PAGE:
Tuesday: Julio Jones
Average: 56 ± 4 receptions, 746 ± 60 yards, 5 ± 1 TDs
Best-case scenario: 76 receptions, 1,050 yards, 8 TDs
Worst-case scenario: 40 receptions, 500 yards, 3 TDs
Here's another stat of the day for you. Last season, Roddy White led the NFL in receptions. Since the passing game expanded in 1978, only three teams who had the reigning receptions champion on their roster at the time of that offseason's draft used a first-round selection on a wide receiver:
I can't make much of that given the small sample size, but at least consider this. Let's say for the sake of argument that Lelie and Soward were talentless stiffs who had no business being taken that early, and that Jones is more like Wayne. Well, even the super-talented Wayne only had 27 catches for 345 yards and 0 touchdowns in 13 games opposite Harrison during his rookie season. And that was with Peyton Manning throwing for over 4,000 yards.
Wednesday: A.J. Green
Average: 49 ± 4 receptions, 651 ± 92 yards, 4 ± 1 TDs
Best-case scenario: 70 receptions, 980 yards, 7 TDs
Worst-case scenario: 34 receptions, 315 yards, 2 TDs
With no reigning receptions champ on the Bengals' roster, Green isn't in the same historical boat as Jones. Unfortunately for Green, however, the boarding pass for his maiden voyage says, "RMS Titanic." (Actually, I just noticed "Cincinnati" is oh-so close to being an anagram of "Titanic." But I digress.) The combination of a rookie quarterback, a rookie No. 1 wide receiver, and a slew of defensive imports from San Francisco is an iceberg collision in the making if there ever was one. For this reason, the Bengals' offense will likely focus on ball control, perhaps even while down 30 in the fourth quarter. If I thought Jones' average projection was generous, Green's makes the crowd look like a University of Miami boosters club.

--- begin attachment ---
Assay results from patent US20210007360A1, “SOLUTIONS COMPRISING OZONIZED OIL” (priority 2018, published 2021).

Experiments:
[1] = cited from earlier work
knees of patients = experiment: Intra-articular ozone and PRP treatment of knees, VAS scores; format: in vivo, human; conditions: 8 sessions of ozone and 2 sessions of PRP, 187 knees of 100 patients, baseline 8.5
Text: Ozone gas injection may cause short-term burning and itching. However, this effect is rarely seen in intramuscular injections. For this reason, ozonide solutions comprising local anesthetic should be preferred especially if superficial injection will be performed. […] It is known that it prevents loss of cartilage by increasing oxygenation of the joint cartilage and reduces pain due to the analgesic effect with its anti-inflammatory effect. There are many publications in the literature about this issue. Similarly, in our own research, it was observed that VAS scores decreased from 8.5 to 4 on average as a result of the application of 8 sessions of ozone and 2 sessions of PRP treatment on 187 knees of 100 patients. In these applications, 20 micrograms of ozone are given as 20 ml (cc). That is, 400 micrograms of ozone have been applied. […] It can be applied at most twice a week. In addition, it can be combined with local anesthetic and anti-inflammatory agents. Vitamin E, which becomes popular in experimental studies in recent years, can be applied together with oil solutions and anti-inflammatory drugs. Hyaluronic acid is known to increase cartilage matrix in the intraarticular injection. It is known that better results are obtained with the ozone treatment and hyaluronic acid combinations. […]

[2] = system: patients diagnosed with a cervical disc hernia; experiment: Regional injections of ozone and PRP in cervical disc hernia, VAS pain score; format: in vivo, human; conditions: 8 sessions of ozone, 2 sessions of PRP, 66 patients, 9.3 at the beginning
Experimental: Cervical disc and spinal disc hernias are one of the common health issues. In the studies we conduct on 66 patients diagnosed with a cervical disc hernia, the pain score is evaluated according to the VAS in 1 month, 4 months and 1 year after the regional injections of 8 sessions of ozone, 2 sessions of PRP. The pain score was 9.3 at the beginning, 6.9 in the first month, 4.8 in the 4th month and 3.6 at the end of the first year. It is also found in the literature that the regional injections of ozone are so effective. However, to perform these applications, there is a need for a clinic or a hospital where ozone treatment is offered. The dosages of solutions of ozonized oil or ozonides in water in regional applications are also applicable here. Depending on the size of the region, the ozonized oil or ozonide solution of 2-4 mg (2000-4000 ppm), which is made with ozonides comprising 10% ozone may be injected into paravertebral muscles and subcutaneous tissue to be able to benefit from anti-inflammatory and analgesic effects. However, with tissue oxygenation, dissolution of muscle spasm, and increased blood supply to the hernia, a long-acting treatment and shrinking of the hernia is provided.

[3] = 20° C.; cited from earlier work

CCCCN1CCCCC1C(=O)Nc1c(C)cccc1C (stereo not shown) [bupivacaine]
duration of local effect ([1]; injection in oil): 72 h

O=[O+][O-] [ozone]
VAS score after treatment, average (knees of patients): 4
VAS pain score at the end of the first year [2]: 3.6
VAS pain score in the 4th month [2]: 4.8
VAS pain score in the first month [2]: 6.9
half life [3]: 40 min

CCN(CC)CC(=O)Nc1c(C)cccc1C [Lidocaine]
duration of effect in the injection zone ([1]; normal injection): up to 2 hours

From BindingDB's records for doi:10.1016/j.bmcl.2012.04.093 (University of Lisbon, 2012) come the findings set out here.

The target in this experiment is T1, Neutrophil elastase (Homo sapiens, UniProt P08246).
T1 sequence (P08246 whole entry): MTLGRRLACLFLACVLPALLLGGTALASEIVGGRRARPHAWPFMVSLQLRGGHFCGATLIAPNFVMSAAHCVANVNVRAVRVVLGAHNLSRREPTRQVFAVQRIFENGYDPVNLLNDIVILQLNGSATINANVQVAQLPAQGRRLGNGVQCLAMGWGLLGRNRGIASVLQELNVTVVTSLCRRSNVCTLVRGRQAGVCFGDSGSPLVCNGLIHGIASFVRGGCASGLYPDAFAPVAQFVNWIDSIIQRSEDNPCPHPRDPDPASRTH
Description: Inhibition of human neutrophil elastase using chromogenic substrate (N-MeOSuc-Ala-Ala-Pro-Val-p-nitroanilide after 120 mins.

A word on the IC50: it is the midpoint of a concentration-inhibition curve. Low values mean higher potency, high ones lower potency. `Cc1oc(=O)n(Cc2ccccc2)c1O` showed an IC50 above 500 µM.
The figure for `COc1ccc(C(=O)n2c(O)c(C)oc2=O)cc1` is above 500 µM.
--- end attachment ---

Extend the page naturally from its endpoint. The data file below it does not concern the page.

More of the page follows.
Thursday: Steve Johnson
Average: 73 ± 6 receptions, 969 ± 76 yards, 7 ± 1 TDs
Best-case scenario: 100 receptions, 1,235 yards, 10 TDs
Worst-case scenario: 45 receptions, 650 yards, 4 TDs
Last season, Johnson put up an 82-1073-10 stat line, and nearly everything is the same this season in Buffalo's offense. Therefore, the crowd basically thinks he'll duplicate his 2010 stats in 2011. The worst-case scenario projection seems absurd on its face. If Johnson has those totals over 16 games, the Bills will probably be starting Andrew Luck in Week 1 of 2012. On the other hand, his best-case scenario doesn't seem that far-fetched at all. The Bills already throw the ball a ton, Lee Evans is out of the picture, and they might have to throw even more by virtue of having the fifth-toughest projected schedule in the NFL.